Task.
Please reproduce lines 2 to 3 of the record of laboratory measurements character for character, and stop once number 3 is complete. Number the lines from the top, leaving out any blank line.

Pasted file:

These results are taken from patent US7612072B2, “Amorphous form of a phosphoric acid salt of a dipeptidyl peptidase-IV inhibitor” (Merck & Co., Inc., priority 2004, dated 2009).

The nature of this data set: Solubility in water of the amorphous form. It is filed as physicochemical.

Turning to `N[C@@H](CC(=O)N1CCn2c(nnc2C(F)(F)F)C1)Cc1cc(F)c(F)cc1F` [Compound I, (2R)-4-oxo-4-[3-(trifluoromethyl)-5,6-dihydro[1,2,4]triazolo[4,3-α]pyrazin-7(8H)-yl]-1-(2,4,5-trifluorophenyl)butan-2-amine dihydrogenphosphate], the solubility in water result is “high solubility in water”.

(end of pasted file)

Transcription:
The nature of this data set: Solubility in water of the amorphous form. It is filed as physicochemical.

Turning to `N[C@@H](CC(=O)N1CCn2c(nnc2C(F)(F)F)C1)Cc1cc(F)c(F)cc1F` [Compound I, (2R)-4-oxo-4-[3-(trifluoromethyl)-5,6-dihydro[1,2,4]triazolo[4,3-α]pyrazin-7(8H)-yl]-1-(2,4,5-trifluorophenyl)butan-2-amine dihydrogenphosphate], the solubility in water result is “high solubility in water”.